The Courier News from Blytheville, Arkansas on March 19, 1940 · Page 8
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The Courier News from Blytheville, Arkansas · Page 8

Blytheville, Arkansas
Issue Date:
Tuesday, March 19, 1940
Page 8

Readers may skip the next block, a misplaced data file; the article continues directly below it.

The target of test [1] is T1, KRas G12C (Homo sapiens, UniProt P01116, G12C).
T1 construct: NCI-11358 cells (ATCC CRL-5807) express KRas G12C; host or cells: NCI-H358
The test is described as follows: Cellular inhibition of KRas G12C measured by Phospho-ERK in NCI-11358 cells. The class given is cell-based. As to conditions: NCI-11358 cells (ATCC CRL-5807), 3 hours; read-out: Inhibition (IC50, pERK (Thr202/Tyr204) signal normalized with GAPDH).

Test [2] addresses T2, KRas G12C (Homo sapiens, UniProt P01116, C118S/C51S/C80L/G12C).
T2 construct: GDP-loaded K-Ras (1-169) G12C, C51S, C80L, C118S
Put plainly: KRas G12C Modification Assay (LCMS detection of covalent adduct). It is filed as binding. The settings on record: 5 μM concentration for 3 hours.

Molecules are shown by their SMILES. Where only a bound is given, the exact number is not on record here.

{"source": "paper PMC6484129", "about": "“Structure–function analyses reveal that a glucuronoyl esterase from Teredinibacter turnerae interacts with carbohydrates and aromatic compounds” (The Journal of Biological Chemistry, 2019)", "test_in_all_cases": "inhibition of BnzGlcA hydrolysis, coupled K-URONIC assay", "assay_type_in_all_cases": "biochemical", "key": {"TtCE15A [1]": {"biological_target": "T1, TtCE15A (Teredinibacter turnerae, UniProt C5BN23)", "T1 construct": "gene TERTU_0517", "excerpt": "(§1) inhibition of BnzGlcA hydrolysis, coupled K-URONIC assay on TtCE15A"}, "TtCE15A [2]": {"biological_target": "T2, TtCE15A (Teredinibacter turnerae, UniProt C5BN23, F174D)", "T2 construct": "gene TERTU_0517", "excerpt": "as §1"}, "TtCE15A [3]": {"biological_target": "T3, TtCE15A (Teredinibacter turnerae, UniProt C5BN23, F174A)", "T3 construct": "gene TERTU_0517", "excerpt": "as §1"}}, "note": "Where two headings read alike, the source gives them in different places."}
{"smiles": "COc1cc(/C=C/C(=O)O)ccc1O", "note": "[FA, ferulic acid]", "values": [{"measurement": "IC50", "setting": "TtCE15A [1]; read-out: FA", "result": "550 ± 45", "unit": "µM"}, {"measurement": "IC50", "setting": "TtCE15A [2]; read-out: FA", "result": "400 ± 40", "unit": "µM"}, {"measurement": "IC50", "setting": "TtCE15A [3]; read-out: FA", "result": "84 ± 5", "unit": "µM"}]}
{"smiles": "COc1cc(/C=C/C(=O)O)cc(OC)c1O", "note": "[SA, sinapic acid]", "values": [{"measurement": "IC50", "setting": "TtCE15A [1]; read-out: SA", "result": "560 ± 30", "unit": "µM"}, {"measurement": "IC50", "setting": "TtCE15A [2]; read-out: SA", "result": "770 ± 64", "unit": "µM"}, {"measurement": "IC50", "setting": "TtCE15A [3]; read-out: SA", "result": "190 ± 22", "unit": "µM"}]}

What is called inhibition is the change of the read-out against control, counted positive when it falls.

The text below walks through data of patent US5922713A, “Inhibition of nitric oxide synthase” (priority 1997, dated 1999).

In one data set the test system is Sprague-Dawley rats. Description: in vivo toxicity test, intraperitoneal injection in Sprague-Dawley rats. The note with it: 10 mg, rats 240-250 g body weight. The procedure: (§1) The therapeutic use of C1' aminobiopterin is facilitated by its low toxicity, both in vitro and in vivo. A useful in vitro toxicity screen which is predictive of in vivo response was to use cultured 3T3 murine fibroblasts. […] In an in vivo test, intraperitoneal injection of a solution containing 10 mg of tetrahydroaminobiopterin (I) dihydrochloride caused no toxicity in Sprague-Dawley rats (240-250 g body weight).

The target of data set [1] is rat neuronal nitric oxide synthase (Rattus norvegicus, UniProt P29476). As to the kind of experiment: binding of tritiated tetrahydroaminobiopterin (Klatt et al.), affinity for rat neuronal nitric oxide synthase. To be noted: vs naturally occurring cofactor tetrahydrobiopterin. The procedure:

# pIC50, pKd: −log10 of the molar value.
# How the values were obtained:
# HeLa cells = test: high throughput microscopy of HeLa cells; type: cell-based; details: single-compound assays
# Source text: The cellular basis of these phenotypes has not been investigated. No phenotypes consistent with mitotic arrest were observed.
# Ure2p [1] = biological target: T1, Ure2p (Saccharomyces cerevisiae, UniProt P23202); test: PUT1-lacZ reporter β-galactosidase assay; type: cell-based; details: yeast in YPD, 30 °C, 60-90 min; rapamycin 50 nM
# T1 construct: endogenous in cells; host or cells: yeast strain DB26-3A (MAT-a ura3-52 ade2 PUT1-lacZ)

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PAGE EIGHT BLYTHEVILM3 (ARX.) COURIER NEWS Competent Manager, Eag- . er Owner Just Don't Have Major League Club BY HAltK'y, GHAYSON, NEA Service Sjiorls lidilor MIAMI BEACH. Fla.—For years It has been suspected the Phillies were n nomadic band wandering around ihe National Lcngn: wilh no one at Ihelr head. Not even Ihe I'hillies cared about ihc Phillies, you hoard, and Ihelr stout defense of eighth place bore out the_ a.s'umption, So • it is news when you run across someone actually concc, ned alxmt the Phillies. I discovered him on (he beneh at Flamingo Park here inspecting his athletes with the admiration of a pennant- winning .magnate. Perhaps it Is because Gerald Paul Nugent- has been will, llic Phillies since 1825 and has grown u«d to them. C:.>ry Nugent is n iii', handsome and pleasant irishman who got Inlo baseball thioi^h marrying Mne Mailea, to Wllllniii r. Bnker, the New York contract'.! who formerly controlled the franchise. The Nugcnts own a majority f-.l the stock and It Is not for sale despite the tact that the outfit hasn't made money since they took over. Anyway, Nugent considers 47 too young to retire knew whnl lo do the Phillies. Nugent feels he completed a 13- year task nnd lhat the financial structure of Ihe club wns fully rebuilt in mid-season of 1936 when he was released from what was a unique and perpetual leiiKc al Baker Bowl and moved Into the American League plant — Shlbe Park. No longer is it necessary for Nugent to pour thousands of dollars] a year Into maintenance at the-1 •;bandbox that was Baker Bowl,! .chiefly in the interest of safety. While it still was nothing to) boast about, home attendance! picked up 33 1-3 per cent in llic new setiiu mid under llghls. Nugent is confident )io DO longer will have to sell his outslnndlni; players to remain solvent, as lie did in the cnscs of Chuck Klein, Cni-t Davis, Elhan Allen, Dolnh Cnmllll and Cucky Wnllers. | Tlic Glnnls and others would i like to have the rlght-h'ancl ujteh- eis, Hugh Miik'ahy and Wullcr Ilitibe. Outfielder Morrle Amo- vlcli would bring a fancy price, but Nugent is keeping his tiest talent now. Dr. Thompson Prothro will be a more capable manager now lliat lie knov.'s the league. Kf( ix-vy—six feet live and, weighing 105 pounds—Is the Bin noise in Hie I'hillies' camp at the moment, however. He will ue H' V - cn every opportunity to beat out Gin Suhr 'at fust base. KKRAKDKU AS OKllKKi'S Sl.'COl.'.S.SOK A s'rac 1 ago Iwy «'ns rated Bl- most a certainty to succeed l-o» C!c-lii'i« of [Jie, Yankre.s, who outbid (he fieds mid unvfi jiim $4000 for signing u contract while lit w.'is student lit Jiolllii.'i College in Die .spring of 1936. A line drive lilller and Die fastest man In camp despite his size, levy's work was highly sillsfac- tory In ihe New York cliaiu unit! last season, which he spent with Newark and Oakland. He (ikln'l like Ihe way Johnny Hciin gave n|> an him In Newark. Nerves pinched In his back while sliding put him hi the ihigoul. He Kot to throwing tols Wilier nnd you. Protliro's Leading Men and if lie peddled Shawiice Cage Teams Compile Good Record In 1940 Season ID, 194C Gives Neighbors' The Musical Bird. Exirnctirrlciilar ftlso said to have poor llghl acllvltles put him Yankee officials. are in & Anyway, he failed to net going ngnin after being shipped to the Cnklnml Coasters. So the Phils gave Ihe Ynnkee.s S7500 anil Jim shilling. Die second baseman who was with Cleveland last spring, for Ihe right to look at Levy and must pay $17.500 more I! they keep the big fellow Into May. The Phillies paying $25,000 lor a ball player! Why, it sounds like Larry MncPhail. So don't lake any stock In those yarns about nobody caring about the Phillies. Gerry Nugent iloes. perry Nugent, owner of the Phillies, asserts he no longer has lo sell his stars to keep solvent nnd 'consequently he intends to hold onto Hugh. Mulcnhy, left, his ace pitcher, and Morrle Arnovich, one of iliJ National League's hitters. FIND5 BETTER "MAKIN'S"SMOKE< COfllESS! Today's Sport Parade Bj HENTT MeLEMOU ROUIN' IS AIL RISHT-'CEPF THERE'S SO MUCH NOT WITH PRINCE ALBERT. IT'S CRIMP CUT TO STAY PUT. you SAVE MONEV WITH KA. AND BLOWIN 'ROUND YtS-AND : GOT THE COOO. RICH HOW RIGHT : VOOARE! PRINCE AtSECT POESMUCTME PAPtR AND ROUS «$nft OUT NIPPING YOUR TONGUE tint roll-jmir-own cigarettes In lundy pocket tin ST. PETERSBURG, Pla,, March 13. (U1 J ) — Tlie Icaoue o! 'women baseball sutlcrers, composed of wives of major league players, has :omc up with one ol the most prom lshi|> rookies Ui yeurs In the person ol Dorolliy uiM'igKio. bride of Ihe Ynnkec .slugger center iicldcr. Although making her first trip spring Iraihlng ;a'.np, Mrs has shown enouli talent as a sufferer when the Yankees nre playing to earn her high praise frti:i. such vctcrjii squirmers, nail chtv:- ers. lip biters, ami permuueut wavf ja tsood hitter and 1 didn't have the comfort of knowing he usually gets His .shine of hits and runs." Mrs. DIMjujio's ability lo sutler so Intently probably lies in Ihe fuel thul she wits once a baseball player herself, nnd thus knows the protons and hardships of hitting liiuh ones, curves that break like a pare of glass, nnd tantallzhu changes of pace and the such. Yes, Mrs. DIMngt'lo was a better than fair baseman In her day. She never quit* tnaiic- tne majors .JIK there vfns a time not so many years .IBO when she was the bssl yirl soft bailer in Duliith, Minnesota. "I wns a pretty good hitter," she admitted under (iiieslloniny. "i was: always nroimd .300 and got quite n .e.. IICIMC runs. No, I wjsii'l as good a hitter ns Joe, mul I couldn't ,--M <|iuu: as weji ns lie doej, but then he lias had more experience." U)> until the time she met Joe, late In the 1037 season, she had never seea a major league baseball gsme. But it didn't take her long to correct that uilstnkc. She met Joe on Aug. 4 nnd on Aug. 5 wns In the stands to sec him break up i. nine with an extra tme hit. Since that time she hasn't mis'icxl n Yankee game when she was In New VI Gome/, Dickey, and Pauline disnrrnngcis Rolfc, June Ruffing. Mrs. DiMagglo was put to hei first real lest nl llu; all-star game between the American nnd Nallonn: Leagues here last .Sunday ir.'U lar behavior when her husband was nt bat or chasing n fly. mid the American league wjij hetiliul. rtMnpe her ns ready to st.'p l:itj bi league of Kiitfeivrs in her first yea: 'up. Tills correspondent saw Mi-i DUMnggio before she went to the all-star game and niter she he returned. Or. her d.'pmure for t!;. park she could hnve passed mitste: before (he most exacting coutomiei In the world, uiul her iiml.-e-Uj) sn coirfucr were nmpeccable. When I saw her again, nfler she had been Ilirough Ihe torment of teeing husband Joe full lo get a hit, and the Nationals lick the Americans, she coulii have use;! l!ie -omplcle $5 treatment In a beauty Furlor. And this, mind you, despite the fact that naturally she is just about the prettiest wife in baseball, Two hours in the torture chamber reserved for the players' wives had all but made n wreck ot her. She didn't deny thai htr experience had been harrowing, either. "It's terrible." she ssiW wearily, "that sitting there r.nd walchirj your man at the phle. You hope nnd you proy he'll get a hit. You find yourself hating the umpire when he calls a .strike, and the pitcher for throwing it. i don'l think f could slnnd it if Joe weren't 2 Great New Gasolines! York, nnd she miss any more. "It's terrible sutfcilng.' "bul It's fun. And. too, I've sol to doesn't hilt-mi slie said. gel in Ivaining for my first. World Scries this fnll. That will make nu- worry and fret." Tilts remark made it obvious tlu.l Mrs. DtMiik'aii) hasn't seen Ihe Yanks in a World Serie.s. They don't give their bickers nuijh til worry abotil. Just uiur .straight :\.i.l In a hurry. For the life of us we can't feel sorry for Mrs. DIMu;; an-.l lier siil- fcrhig. If she Is tortured when J,;e 1'cine.s- lo but, jiitt think of what Ihe wives of those .230 hlltcra ro through. Hubbard Wins Caruthcrsvillo Tourney Tillc The Ilubbni'd linrdwnrc basketball team of Blyiheville nosetl out the Cariilhersvlilc Rebels 20 to 22 In an c.vcitliii; contest at, Cnriith- traville last night to win the Independent Invitation toimmmcnt inst niflil. The gniiu' wns close throughout, wilh Blytlievilie niRlntnlning n narrow margin over the Rebels most ot the way. At the half Hubbard had a five point advantage. Axhabiaimer of Hubbard's anil Robinson of (Jarulhersvllle cadi scored M points to divide the individual scoring honors. The name was plnyed at the Cimilhersville high school gym ami (he win carried u cash p'rizc ot $17.50 for Ihe Blytlievilie team. The Rebels took second place moner ot $7.50. A preliminary came (he Caruth- cisvllla Baptists defeated Gideon Mo.. 28-22 lo win the consolation prize of .$5.00 offered by sponsors of the tournament. New history was written by Shawneo hlnh school's basketball (coins of Joiner during tile 1040 season. Coach James A. Puckctt's Junior iiiu! senior cafcrs had an aggregate- total of 39 victories and only l.'t defends for a winning average of .CG7 for the four teams, won an in- j citation tournnrnc-iu, finished sec- jond In Another and carried olf i coiiEolalioii prtees In three others. Five trophies were consequently added to (heir alre.idy filled trophy I cases. ,. i The crack Indian rive compiled J j the record. While they didn't : will the- annual Mississippi County j lournnmeut. they :inmse(l the fin- ''st record of any boys' leant in the county and lay claim lo the I unufllclul championship, They won ; 17 and lost only two during the regular season. Later they avenged i (hose two licklnys wilh overwhehn- } ina scores over lilackwater and [Manila, their conquerors, hi lour| nuincnl play they won four and :losi only two. They captured first, 'in the Lnxorn invitation tmirna- irncnt, consolation In Ihc county, and won their lirsl start in the district Ijufore bclns eliminated by .''larked Tree. The girls finished the campaign tin a blaze of glory after a disheartening start, They won their first t'.ime with Dyess then slipped into :i losing streak (hut lasted through seven straight games. Hut they finally got the winning habit again and won eight, of their lost nine ganit's lo finish the schedule with nine wins nnd seven defeats. They took third place (consolation winner) in the county tournament. Despite irregular practice and a limited schedule, the juniors kept imcc with Iheir older mates. Tlie boys defeated Brylhevllle Jmiloii, 18-11, during Die regular season, llion downed Dyess and Tyronza before losing to Whltlon in the llnals of the irivilalion tournament Saturday night at, Whitton. Beaten by WlilUon, n-14, In the girls' division of Ihe Whilion tourney opener, the Junior girls came back lo whip spear Lake, 22-13- Stlllman, 27-20; and Tyronza, 1810. to win the consolation bracket. The season record; (Boy.s) Shawnee 39, Dyess 16; Shawnee 4a, Marlon 25; Shawnee 27, Reiser r Shawnee 20, Osccola 1C; Shawnee 34, Osceola 13; Shawnee 26, Marion 27; Shawnee 27, West Memphis 20; Shnwnec 27, Hlytheville 24; Shawnee 27, liiyiiievllle 2Q- Shavaiee 20, Manila 37; Shawnee 35, Manila 31; Shawnee 45, Black Water 41; Shawnee 29, Blackwater 38; Shawnee !>2, Luxora 13; Shawnee 5G. Luxora 8; Shawnee 01, Tyronza H; Shawnee C2, Wilson 25; Sliawnee 54, Wilson 14; Shawnee 52, Mlssco 25 (county ton rn a menu; Shawnee 47, Marion 40 (District, tournament.; Shawnee 51, Tyronza 13; Shawnee 27, Burdettc 30 (County tournament); Shawnee 2; Mart- cd Tree 41 ((lisa-let Tournament). (Girls)—Shawnee 10, Dyess 10- Shawnee 13, Marion 34; Shawnee 22, West Memphis 37; Slmwnee 24 Marion 38; Shawnee 24, Manila 30; Shawnee Wilson 30; Shawnee Game Preserve Offered > To State on Leas - -. --• • . . j: .SALT UAKE CITY,-Utah' (UF 'if'} The American Mining and SiiH'kl Ing'company Ins offered the stut-f at n rental price of $1 per acre ' year, nil ll.OflO-acrn game pri serve near .\fngna, together will the huge herds of elk and dee that have accumulated there. : H was orighiolly bought to pre vent ovcr.grazlng and floods. Ttt ••lale would 1 be required lo proven poaching. ; 14, lAixora 17; Shnwnec 42, Black Water 31; Shawnee 3G, Black Water 27; Shawnee 29, Wilson 26- Shawnee 37, Wilson 25; Shawnee 27. Luxorn 25; Shawnee 32, Black Water 24; Shawnee 22, Manila 12' Shawnee 17, Dell IB; Shawnee 27 Oye.M 18. SANTA ROSA, Cal. (UP) — M r J Emm Carueso In her petition fo j | divorce from her husband, a \w/- worker, slates lhai he : cams $50 :•! month and asks that she be givci" SiO of it tor alimony. She alsi : wants $100 attorney lees and $21 • u.i.i ujsis. she charged cruelly. WAKNING OHDKH In the Chancery Court, Chickasawba District) Mississippi Coun- ly, Arkansas. Williiun Howard Thorn, Plaintiff. vs. No. 117-1 Nellie May Tliom, Defendant. Tlie defendant Nellie is warned to appear within tlitriy; (lays in tiie court named in n,e! caption hereof and answer the com-i plaint of the plaintiff William How-' acd Thorn. ' Dated this IB day of March 1940' HARVEY MOHHIS, Clerk ' Ally for pllf E-.l ti. Cook Ally ad lilem Neill Reed 19-2G-2-9 idant. 'M rf'iy Thorn" Sinkey And Meyers Win At Arena Charles Sinkey rocked old Jo. Dlllintiti into submission in two straight -falls lust nitjlit after the veteran Greek had scored tlie tii-.,i full in an exciting match at the Silon arena. Dillman't f.ill "came- when he arched Slnkcy's l-'gs (\i\. back with tlie crab hold i Hi mlntitjs nfler the miik'h opened. Tne second and third falls went to Sinkey as result of the rolling rocfclnj cliair split. Time required for Uic second fnll was seven mi'iufc."; oiiii ten for the third. Last night's bottle bet ireen Le? Meyers nnd Jnck Monta.-a left, -.he hitter .slill wlthotn ;i win <n lo^n! iipi'Utlon. Meyers v.-ji.s jnst yltnyl 1 . loa tonah. He employe,! llic liijhly .-Itccllve Jim I.onilos toj hold to win in straight falls. r«|uii'in,;'.u minutes for the lirst and seven 'for Lhe second. aiurp-p'.nichir.g Ul-ly Trlje o. Manila slugged it out' with Billy TlioiuiJ.ion ol Blytlievilie in a three round boxing mulch last uijhl nn:l linally slopped the local bo v - with technical knockout in the thin! round. Thompson made a BOSJ fljlu of it, however, and cnjoye.i n slight edge in the firsl round. He was or. : e.invns for u nine count in tlv. third a sltorl time before Hie fight ended but came up for more. WASECA, Mlnu. (UP>—Fur ue U from Howard Diechen to deprive guesls of a view of Clear Lik? from ail points of tlie compass -.v'.i.lj ra- iiij in his Inkc-front home. DlechC!;. nsinj; automobile parts, built a rolatliij; dining room, made to comiilete one turn i-.-^ry hail hour. STANDARD OIL COMPANY OF LOUISIANA Tip for Easter, March 24 ...*/«,/„:,„„ DO BBS There's no lner gift for ii man, and noiu> \\\- A \ will hring more l<is(in$r nleasure. Von simnu buy the Ooblis Gift Ccrtilcatc and send it lo him in a Miniature Ilobbs Hal Jtox. He has the pleasure of selcclii)!j his own ha!. R. D. HUGHES & CO, ilrs. have tremendous possibili- But right now Carl Hubbell m\\A have to do a complete come- Jack to give' (lie majors two really 'ilgh-class left-handers. And the olher is the 40-year-old Robert Mcses Grove. Johnny Vandcr Mecr startled :he baseball world with successive lo-hh. no-run performances iu 1938. but was a bust last. trip. /cinou Gome?, was below form MIl.NAlt Of INDIANS MAY COMK THROUGH Marlus Russo of the Yankees is remarkable prospect, but Lurry reuch of tlie Cubs nnd Bob Wei- nud of the Cardinals will surprise 'f they do any better than they lave in the past. Al Militar of the Indians may Ind hltnscll one of these fine dtvys. THE PAYOFF HY HAKKV GHAYSON NKA Service Sports Kditor ST. PETERSBURG, Pla., March 19.—Someone asked Joe McCarthy r hy the Yankees gave the Reds Joe Beggs ot their Newark farm for lanky Lee Grissom and his questionable arm. "Grissom's left-handed, isn't, he?" icplicd the manager of the world hut Thornton Lee of the Wlille Sox. Cliff Melton of (he Giants Howard Mills of the Browns, Frh-/ Ostermueller of the Red Sox, Milburn Bhotfner of the Ueds, V'-i" .Tamulis and AI Hollfngsworth of jlhc Dodgers are on the mediocre ' side. Other left-handed hopefuls •>••» Folks in Elizabeth, N. J., thought they were hearing things when they niv pigeons (lying around, apparently caroling like canaries. ! 13ut their ears weren't deceiving them. Pigeon fancier George Spiegel, had fastened miniature Pans pipes on their tails (see Photo), and as the birds flew about, the wind whislted musically .hrougli Hie reeds. Max Lanlcr and Sunkcl of the Red Birds and Max Macon of the Brooklyn*. Clyde Shotin of the Cards is a relief worker. The Pirates gave Syracuse the of $75,000 r or 6-foot :hflmpioiis, as though that were 1 .,,., , , • — •— - •—"• "- iomething out of the ordinary. And - ''J .','"',° CC ' who " as - vel (0 • - ' demonstrate he can field a bunt in Is, for good southpaws suddenly major league fashion. n time as -aW.ers' 0 '""' 1 "' ^^ ** C '' IPMC A " (1 »"h is as Clark GrifRth cracked something ",?' ,^, '; elal f Umt the .bout Washington having the fin- " fa niv a '' C scrcwbn " s '.st poil-siders in the business, whicli jsouTlil'\v •>ny well be true, for linwlegged j ^, yri,,,.'. Joe Krnwanskns and KeiKlnl! I Did you ever know a more sensible ball player than Hubbell? He- member Eddie Plank? Lefty Gomez isn't half as dairy as he is painted. He's just a eood-natured kirt having a lot of fun and chcckful or class. Sure, Rube Waddell, was left- handed, but Bugs Raymond was right-handed and he was ns ec- ceiiirlc as the Rube. A left-hander has a natural advantage in pitching for several reasons. One is that the hitters see fewer left-handers than right- SPECIAL! 1 f'.\ More for Ihe same money Johnson's Wax and Olo-Coat SHOUSE-HENRY HAHDWARE CO. I'honc 3S for EASTER EDGHRTON shoes liavc found remarkable favor among our younger customers and- those who like to stay young. Styled right and priced right, tkey are itniisinil •• alues. We have your sue. i\uiiu-Biish Oxfords 88.50 Dixon Oxfords |4 R. D. HUGHES & CO. Call for REELPOOT BRAND 'urc Pork Sausage. There is none letter. Made by— REYNOLDS PACKING COMPANY UNION CITY, TENNESSEE hiindcrs. And I recall when Char- 'ey Graham, smart owner of (he Jan Francisco club, would hire any left-hander who could get the ball •ver the plate. "That's about all he has lo do," remarked Graham. Why the shortage of leftliand- M'S? That's hard to figure out. Perhaps it is because mothers i re teaching the youngsters to hrow as well ns eat and do evcry- hing else right-handed. >.«i« Cuiirler News imnt aus !00 PROOF BOTTLED UI BO!"" Genuine old- fa shion cd Sour Math Kentucky S't r a i g h t Bourbon DiMriljiilr.l by b'NITKD I.IQUOK. Wlioloalor. Lilllfi lloel;. Fort i^iuitU Especially for YOU Especially at See (he new ARROW SHIRTS WILSON-EA'CLl/SM'E SHIRTS There's insjiirod arlislry and distin- guislied styling in these new WILSON- EXCLUSIVE shirts. Neat woven Brilish-type stripes, unusual new allover figures on misiy shaded background ineel ihe style requirements of Spring wardrohes. Clmosc several of these new exclusive Wilson Brolliers shirls today. Made with V-shaped waist. Sanforized shrunk. R. D, HUGHES & GO.